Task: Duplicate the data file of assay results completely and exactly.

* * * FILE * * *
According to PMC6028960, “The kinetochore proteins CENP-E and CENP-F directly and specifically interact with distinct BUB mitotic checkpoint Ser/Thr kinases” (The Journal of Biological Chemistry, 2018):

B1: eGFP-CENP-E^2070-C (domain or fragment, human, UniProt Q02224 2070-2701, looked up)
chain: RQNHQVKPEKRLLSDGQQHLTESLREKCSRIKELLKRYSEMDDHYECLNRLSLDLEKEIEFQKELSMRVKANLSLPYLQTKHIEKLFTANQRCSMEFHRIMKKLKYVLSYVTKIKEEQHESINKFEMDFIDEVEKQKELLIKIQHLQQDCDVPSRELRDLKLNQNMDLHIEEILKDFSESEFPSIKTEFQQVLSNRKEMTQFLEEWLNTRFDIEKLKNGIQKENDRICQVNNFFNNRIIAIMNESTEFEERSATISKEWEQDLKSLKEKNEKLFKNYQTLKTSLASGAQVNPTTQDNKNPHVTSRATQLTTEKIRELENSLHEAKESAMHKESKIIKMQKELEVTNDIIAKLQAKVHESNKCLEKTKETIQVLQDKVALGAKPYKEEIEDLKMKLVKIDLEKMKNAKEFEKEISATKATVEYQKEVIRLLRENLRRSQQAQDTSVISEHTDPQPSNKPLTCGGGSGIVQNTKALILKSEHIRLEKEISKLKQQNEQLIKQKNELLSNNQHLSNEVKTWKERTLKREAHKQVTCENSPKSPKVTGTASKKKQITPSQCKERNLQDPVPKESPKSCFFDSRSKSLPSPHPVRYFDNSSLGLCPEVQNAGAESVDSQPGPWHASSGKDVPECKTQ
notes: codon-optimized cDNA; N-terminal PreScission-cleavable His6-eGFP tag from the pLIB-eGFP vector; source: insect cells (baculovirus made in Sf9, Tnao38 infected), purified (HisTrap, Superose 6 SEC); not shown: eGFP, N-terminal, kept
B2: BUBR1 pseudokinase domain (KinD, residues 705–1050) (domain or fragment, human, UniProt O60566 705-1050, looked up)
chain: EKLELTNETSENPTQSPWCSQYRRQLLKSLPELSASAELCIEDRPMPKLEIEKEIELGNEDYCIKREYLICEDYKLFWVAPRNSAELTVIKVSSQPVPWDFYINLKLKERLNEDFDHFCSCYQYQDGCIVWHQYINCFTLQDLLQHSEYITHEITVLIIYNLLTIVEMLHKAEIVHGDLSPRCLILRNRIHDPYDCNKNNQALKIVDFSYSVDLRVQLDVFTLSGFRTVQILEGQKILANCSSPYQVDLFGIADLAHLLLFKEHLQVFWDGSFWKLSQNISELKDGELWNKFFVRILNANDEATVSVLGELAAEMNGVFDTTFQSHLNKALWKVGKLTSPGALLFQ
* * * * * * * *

According to PMC6028960, “The kinetochore proteins CENP-E and CENP-F directly and specifically interact with distinct BUB mitotic checkpoint Ser/Thr kinases” (The Journal of Biological Chemistry, 2018):

B1: eGFP-CENP-E^2070-C (domain or fragment, human, UniProt Q02224 2070-2701, looked up)
chain: RQNHQVKPEKRLLSDGQQHLTESLREKCSRIKELLKRYSEMDDHYECLNRLSLDLEKEIEFQKELSMRVKANLSLPYLQTKHIEKLFTANQRCSMEFHRIMKKLKYVLSYVTKIKEEQHESINKFEMDFIDEVEKQKELLIKIQHLQQDCDVPSRELRDLKLNQNMDLHIEEILKDFSESEFPSIKTEFQQVLSNRKEMTQFLEEWLNTRFDIEKLKNGIQKENDRICQVNNFFNNRIIAIMNESTEFEERSATISKEWEQDLKSLKEKNEKLFKNYQTLKTSLASGAQVNPTTQDNKNPHVTSRATQLTTEKIRELENSLHEAKESAMHKESKIIKMQKELEVTNDIIAKLQAKVHESNKCLEKTKETIQVLQDKVALGAKPYKEEIEDLKMKLVKIDLEKMKNAKEFEKEISATKATVEYQKEVIRLLRENLRRSQQAQDTSVISEHTDPQPSNKPLTCGGGSGIVQNTKALILKSEHIRLEKEISKLKQQNEQLIKQKNELLSNNQHLSNEVKTWKERTLKREAHKQVTCENSPKSPKVTGTASKKKQITPSQCKERNLQDPVPKESPKSCFFDSRSKSLPSPHPVRYFDNSSLGLCPEVQNAGAESVDSQPGPWHASSGKDVPECKTQ
notes: codon-optimized cDNA; N-terminal PreScission-cleavable His6-eGFP tag from the pLIB-eGFP vector; source: insect cells (baculovirus made in Sf9, Tnao38 infected), purified (HisTrap, Superose 6 SEC); not shown: eGFP, N-terminal, kept
B2: BUBR1 pseudokinase domain (KinD, residues 705–1050) (domain or fragment, human, UniProt O60566 705-1050, looked up)
chain: EKLELTNETSENPTQSPWCSQYRRQLLKSLPELSASAELCIEDRPMPKLEIEKEIELGNEDYCIKREYLICEDYKLFWVAPRNSAELTVIKVSSQPVPWDFYINLKLKERLNEDFDHFCSCYQYQDGCIVWHQYINCFTLQDLLQHSEYITHEITVLIIYNLLTIVEMLHKAEIVHGDLSPRCLILRNRIHDPYDCNKNNQALKIVDFSYSVDLRVQLDVFTLSGFRTVQILEGQKILANCSSPYQVDLFGIADLAHLLLFKEHLQVFWDGSFWKLSQNISELKDGELWNKFFVRILNANDEATVSVLGELAAEMNGVFDTTFQSHLNKALWKVGKLTSPGALLFQ